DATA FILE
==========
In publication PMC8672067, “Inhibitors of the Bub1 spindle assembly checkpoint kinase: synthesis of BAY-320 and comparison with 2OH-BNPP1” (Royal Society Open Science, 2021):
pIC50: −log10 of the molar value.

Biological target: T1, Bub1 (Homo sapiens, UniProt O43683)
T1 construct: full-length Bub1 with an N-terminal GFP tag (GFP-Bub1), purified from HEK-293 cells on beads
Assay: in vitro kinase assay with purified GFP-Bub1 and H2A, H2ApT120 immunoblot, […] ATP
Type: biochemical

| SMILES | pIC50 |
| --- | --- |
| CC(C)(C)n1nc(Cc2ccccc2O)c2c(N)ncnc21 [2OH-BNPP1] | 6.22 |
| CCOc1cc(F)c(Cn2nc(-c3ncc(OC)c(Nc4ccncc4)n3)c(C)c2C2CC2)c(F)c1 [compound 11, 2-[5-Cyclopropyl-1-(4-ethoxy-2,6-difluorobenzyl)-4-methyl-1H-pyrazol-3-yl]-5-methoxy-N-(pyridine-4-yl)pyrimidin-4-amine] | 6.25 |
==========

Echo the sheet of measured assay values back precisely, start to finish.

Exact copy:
In publication PMC8672067, “Inhibitors of the Bub1 spindle assembly checkpoint kinase: synthesis of BAY-320 and comparison with 2OH-BNPP1” (Royal Society Open Science, 2021):
pIC50: −log10 of the molar value.

Biological target: T1, Bub1 (Homo sapiens, UniProt O43683)
T1 construct: full-length Bub1 with an N-terminal GFP tag (GFP-Bub1), purified from HEK-293 cells on beads
Assay: in vitro kinase assay with purified GFP-Bub1 and H2A, H2ApT120 immunoblot, […] ATP
Type: biochemical

| SMILES | pIC50 |
| --- | --- |
| CC(C)(C)n1nc(Cc2ccccc2O)c2c(N)ncnc21 [2OH-BNPP1] | 6.22 |
| CCOc1cc(F)c(Cn2nc(-c3ncc(OC)c(Nc4ccncc4)n3)c(C)c2C2CC2)c(F)c1 [compound 11, 2-[5-Cyclopropyl-1-(4-ethoxy-2,6-difluorobenzyl)-4-methyl-1H-pyrazol-3-yl]-5-methoxy-N-(pyridine-4-yl)pyrimidin-4-amine] | 6.25 |